In Oakland, Essential Care for and by the Latino Community
By Jane Garcia, CEO of La Clínica de La Raza
Like so many of the people who live in my neighborhood, I vividly remember what it was like growing up uninsured. I have such clear recollections of going to the neighborhood rec center to get immunizations. There would be a line of kids waiting to get their shots. This was often the closest to seeing a health care professional as many people in my neighborhood got. You had to be really sick to go to the doctor.
These childhood memories had a profound influence as I grew older. When it was time to choose a vocation, I knew I wanted to make a difference on the issue of health care accessibility. At university, I decided against becoming a doctor, but when I joined La Clínica de la Raza as a college intern, I knew I had found my home. Five years later, when I was 30, I was named CEO.
This desire to ensure the health and wellbeing of the residents of Oakland, California was also the driving force behind La Clínica itself, which got its start nearly 50 years ago when a group of graduate students were canvasing the Fruitvale neighborhood of Oakland. The overwhelming need identified by residents at the time was access to doctors and medical care. In response, a few of these students opened a health clinic in 1971 to provide free medical, dental, and optometry services.
What began as a humble, stand-alone clinic became a network of 35 health centers spread across three counties. Some of the clinics are small, but others have as many as 40 examination rooms. La Clínica now employs over 1,200 individuals who provide care to nearly 90,000 community residents a year. I oversaw much of this growth. When I joined La Clínica in 1978, the organization had a $2 million operating budget. Today, it is well over $100 million.
La Clínica provides the full gamut of services, from preventive services and health education to prenatal care, mental health, radiology, and much more. It even provides free legal services to help residents contend with a range of factors that impact their health and well being, such as domestic violence, immigration, and housing issues.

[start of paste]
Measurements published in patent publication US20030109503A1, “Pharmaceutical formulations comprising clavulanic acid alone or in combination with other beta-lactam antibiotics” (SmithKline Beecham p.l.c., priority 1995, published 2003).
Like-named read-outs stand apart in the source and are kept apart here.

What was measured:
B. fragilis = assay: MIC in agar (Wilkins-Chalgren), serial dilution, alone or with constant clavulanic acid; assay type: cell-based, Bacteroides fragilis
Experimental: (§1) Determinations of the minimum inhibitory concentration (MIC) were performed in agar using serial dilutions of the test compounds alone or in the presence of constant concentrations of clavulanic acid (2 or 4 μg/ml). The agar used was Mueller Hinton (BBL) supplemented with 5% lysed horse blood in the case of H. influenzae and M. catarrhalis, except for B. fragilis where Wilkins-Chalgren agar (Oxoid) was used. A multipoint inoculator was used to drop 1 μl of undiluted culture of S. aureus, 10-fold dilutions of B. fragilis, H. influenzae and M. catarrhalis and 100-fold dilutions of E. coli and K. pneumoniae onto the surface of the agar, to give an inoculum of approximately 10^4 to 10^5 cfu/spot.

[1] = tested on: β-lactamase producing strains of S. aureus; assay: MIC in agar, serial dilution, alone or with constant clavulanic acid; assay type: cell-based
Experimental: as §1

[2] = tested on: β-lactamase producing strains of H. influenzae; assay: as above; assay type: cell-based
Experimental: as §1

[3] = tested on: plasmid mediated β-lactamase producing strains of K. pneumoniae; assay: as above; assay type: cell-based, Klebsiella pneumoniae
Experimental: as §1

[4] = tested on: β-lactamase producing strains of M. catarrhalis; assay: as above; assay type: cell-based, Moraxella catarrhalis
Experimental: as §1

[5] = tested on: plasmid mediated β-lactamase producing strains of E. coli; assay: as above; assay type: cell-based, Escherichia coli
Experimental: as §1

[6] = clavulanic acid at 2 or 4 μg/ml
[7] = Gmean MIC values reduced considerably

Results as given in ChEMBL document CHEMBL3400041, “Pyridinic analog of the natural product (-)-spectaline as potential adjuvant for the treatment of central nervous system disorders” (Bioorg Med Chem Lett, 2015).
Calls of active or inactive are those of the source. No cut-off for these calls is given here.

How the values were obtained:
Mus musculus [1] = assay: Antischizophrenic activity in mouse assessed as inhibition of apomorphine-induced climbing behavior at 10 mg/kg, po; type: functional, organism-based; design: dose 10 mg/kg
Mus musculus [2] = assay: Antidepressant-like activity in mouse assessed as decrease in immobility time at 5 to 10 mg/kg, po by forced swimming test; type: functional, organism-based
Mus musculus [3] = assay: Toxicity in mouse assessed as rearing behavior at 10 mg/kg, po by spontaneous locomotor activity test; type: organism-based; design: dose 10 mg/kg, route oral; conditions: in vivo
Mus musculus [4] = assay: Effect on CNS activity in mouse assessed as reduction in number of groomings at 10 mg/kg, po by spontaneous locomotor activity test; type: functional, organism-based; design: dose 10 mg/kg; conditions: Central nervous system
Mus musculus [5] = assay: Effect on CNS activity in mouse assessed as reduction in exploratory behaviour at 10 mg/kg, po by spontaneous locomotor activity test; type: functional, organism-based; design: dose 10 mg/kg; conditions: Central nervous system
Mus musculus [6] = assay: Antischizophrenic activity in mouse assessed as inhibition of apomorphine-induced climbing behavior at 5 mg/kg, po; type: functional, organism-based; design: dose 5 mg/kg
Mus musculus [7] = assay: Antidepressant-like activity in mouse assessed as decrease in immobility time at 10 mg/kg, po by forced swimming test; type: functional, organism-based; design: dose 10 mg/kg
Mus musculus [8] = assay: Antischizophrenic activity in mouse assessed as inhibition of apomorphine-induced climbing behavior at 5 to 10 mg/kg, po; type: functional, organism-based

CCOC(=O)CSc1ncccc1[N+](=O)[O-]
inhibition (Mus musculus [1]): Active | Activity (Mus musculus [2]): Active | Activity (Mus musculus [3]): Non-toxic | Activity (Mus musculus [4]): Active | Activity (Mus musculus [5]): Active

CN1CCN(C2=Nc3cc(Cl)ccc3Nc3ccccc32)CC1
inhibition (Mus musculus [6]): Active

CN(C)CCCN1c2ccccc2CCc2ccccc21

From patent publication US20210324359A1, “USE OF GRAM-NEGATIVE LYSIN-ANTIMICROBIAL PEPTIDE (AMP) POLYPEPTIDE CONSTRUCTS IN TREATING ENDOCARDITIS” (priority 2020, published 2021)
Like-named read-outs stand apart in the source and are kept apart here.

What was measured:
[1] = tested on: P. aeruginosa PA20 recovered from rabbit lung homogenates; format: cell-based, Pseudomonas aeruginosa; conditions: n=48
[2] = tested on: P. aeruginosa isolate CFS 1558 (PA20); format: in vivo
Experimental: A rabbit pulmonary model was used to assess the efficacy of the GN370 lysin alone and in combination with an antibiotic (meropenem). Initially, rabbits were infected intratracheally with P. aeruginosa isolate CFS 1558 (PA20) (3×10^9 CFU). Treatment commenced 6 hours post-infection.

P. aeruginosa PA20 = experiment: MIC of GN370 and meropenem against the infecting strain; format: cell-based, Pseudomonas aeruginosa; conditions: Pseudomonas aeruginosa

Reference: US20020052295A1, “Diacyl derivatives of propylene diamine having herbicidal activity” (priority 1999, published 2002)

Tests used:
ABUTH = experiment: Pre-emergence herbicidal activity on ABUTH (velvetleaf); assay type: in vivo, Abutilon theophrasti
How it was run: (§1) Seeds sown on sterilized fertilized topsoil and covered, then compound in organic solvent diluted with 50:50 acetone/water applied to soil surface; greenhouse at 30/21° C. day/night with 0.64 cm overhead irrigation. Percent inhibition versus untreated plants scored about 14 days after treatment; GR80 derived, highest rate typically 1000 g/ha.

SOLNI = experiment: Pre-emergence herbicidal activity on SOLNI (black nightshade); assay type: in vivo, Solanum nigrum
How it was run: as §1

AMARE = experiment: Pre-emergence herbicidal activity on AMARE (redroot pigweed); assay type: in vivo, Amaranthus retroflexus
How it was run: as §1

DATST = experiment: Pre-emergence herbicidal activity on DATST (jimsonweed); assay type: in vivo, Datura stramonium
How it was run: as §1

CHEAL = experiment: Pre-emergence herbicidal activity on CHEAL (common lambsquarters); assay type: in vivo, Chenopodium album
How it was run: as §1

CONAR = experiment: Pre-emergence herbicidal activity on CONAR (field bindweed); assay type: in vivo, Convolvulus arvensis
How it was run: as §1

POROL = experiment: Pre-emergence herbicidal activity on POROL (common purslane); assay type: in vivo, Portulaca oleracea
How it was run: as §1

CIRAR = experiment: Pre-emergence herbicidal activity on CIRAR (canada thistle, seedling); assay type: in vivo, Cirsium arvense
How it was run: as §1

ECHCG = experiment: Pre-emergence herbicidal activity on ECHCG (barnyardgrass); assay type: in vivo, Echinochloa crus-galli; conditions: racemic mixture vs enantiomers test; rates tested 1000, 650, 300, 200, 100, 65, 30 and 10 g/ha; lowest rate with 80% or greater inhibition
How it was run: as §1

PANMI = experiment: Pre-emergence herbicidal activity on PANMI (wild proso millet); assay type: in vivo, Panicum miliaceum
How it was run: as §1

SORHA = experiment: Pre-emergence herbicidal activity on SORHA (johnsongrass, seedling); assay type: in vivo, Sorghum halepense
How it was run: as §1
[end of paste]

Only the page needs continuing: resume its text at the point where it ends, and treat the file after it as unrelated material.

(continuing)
These “wrap around” services are essential to the overall health of each individual and family that La Clínica supports. I see them as clearly linked to the Social Determinants of Health (SDHs) – a network of complex and interrelated social structures and economic systems that are responsible for people’s health, that reflect the conditions in which people live, and that are shaped by the distribution of money, power, and resources.
My long history in the community has informed much of La Clínica’s philosophy and practice. The organization’s responsiveness to the needs of the people it serves is the foundation for how it operates and what it offers. In fact, the majority of the staff and board members today first came to La Clínica as clients. Some are even second and third generation employees or board members.
After 40 years at La Clínica, I am still inspired by my work and moved by the impact La Clínica has. Just the other day, a young man come to one of our clinics with his baby. He was an immigrant, and the child was born at home. His wife had not received prenatal care, and the four-month-old baby had never been seen by a doctor. La Clínica staff see patients like these, who are deeply affected by the lack of access to health care, every day.
Beyond La Clínica’s impact on specific individuals, the organization is important in the area’s overall economy, especially as hospitals move away from in-patient provision of services to an outpatient model. Some hospitals even directly coordinate their services with La Clínica.
We find that we are constantly discussing the topic of who deserves access to health care and who doesn’t, but what we should be talking about is how our preventive services and after-care not only end up saving lives, they save the system a great deal of money. Our city can’t afford not to have the services we provide.
To continue its essential work, La Clínica needs support for basic infrastructure and operations. For example, systems to maintain electronic health records, which have revolutionized the industry and are constantly evolving, need regular and expensive upkeep. Also, when you hire community residents as staff, training costs are high. Plus, it is difficult to pay competitive salaries with so many large and better-funded hospitals and institutions in the area. I know that brick-and-mortar and IT needs are rarely attractive to funders, but they are the backbone of La Clínica and challenging costs to meet.
I have seen a great evolution in my community over the last 50 years. When I look back to my childhood, I feel gratitude that kids in my community today no longer have to stand in a line at the local rec center to get the medical attention they need and deserve.
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